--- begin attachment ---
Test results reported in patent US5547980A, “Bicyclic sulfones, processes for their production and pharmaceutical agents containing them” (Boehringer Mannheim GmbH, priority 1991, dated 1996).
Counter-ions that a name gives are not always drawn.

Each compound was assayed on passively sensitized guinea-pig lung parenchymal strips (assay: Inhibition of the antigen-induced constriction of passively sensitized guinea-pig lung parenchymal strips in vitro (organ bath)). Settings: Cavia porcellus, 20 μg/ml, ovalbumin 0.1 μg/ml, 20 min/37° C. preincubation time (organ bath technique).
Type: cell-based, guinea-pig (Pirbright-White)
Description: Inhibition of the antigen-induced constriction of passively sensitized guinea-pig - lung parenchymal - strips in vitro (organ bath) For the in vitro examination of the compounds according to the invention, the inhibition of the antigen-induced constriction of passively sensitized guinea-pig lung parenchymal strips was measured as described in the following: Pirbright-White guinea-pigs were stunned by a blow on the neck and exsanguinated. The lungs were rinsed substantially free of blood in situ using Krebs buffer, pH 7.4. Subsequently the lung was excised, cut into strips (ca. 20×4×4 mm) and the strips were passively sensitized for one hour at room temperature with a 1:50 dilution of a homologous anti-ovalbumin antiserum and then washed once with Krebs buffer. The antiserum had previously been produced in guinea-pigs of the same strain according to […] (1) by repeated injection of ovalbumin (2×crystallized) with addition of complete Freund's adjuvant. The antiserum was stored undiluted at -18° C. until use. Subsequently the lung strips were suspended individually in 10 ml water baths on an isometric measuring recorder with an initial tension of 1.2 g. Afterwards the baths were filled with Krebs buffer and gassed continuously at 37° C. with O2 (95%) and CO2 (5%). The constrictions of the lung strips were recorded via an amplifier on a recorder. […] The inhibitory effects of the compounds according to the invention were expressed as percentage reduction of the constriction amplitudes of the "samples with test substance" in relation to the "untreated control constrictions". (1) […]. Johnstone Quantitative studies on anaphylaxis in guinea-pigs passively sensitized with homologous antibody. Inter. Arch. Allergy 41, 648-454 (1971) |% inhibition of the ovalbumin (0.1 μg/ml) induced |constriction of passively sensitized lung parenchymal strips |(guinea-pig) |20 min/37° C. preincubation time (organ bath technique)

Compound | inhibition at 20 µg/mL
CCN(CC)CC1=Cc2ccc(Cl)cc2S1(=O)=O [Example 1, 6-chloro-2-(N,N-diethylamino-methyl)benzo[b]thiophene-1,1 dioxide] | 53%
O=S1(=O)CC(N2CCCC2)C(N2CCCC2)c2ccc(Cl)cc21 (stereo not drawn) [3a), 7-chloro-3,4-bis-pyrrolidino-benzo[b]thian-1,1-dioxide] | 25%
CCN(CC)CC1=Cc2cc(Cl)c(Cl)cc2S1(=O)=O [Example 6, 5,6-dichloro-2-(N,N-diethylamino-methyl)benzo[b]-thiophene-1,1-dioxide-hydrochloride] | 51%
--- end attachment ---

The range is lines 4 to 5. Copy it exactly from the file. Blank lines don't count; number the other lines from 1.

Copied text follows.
Type: cell-based, guinea-pig (Pirbright-White)
Description: Inhibition of the antigen-induced constriction of passively sensitized guinea-pig - lung parenchymal - strips in vitro (organ bath) For the in vitro examination of the compounds according to the invention, the inhibition of the antigen-induced constriction of passively sensitized guinea-pig lung parenchymal strips was measured as described in the following: Pirbright-White guinea-pigs were stunned by a blow on the neck and exsanguinated. The lungs were rinsed substantially free of blood in situ using Krebs buffer, pH 7.4. Subsequently the lung was excised, cut into strips (ca. 20×4×4 mm) and the strips were passively sensitized for one hour at room temperature with a 1:50 dilution of a homologous anti-ovalbumin antiserum and then washed once with Krebs buffer. The antiserum had previously been produced in guinea-pigs of the same strain according to […] (1) by repeated injection of ovalbumin (2×crystallized) with addition of complete Freund's adjuvant. The antiserum was stored undiluted at -18° C. until use. Subsequently the lung strips were suspended individually in 10 ml water baths on an isometric measuring recorder with an initial tension of 1.2 g. Afterwards the baths were filled with Krebs buffer and gassed continuously at 37° C. with O2 (95%) and CO2 (5%). The constrictions of the lung strips were recorded via an amplifier on a recorder. […] The inhibitory effects of the compounds according to the invention were expressed as percentage reduction of the constriction amplitudes of the "samples with test substance" in relation to the "untreated control constrictions". (1) […]. Johnstone Quantitative studies on anaphylaxis in guinea-pigs passively sensitized with homologous antibody. Inter. Arch. Allergy 41, 648-454 (1971) |% inhibition of the ovalbumin (0.1 μg/ml) induced |constriction of passively sensitized lung parenchymal strips |(guinea-pig) |20 min/37° C. preincubation time (organ bath technique)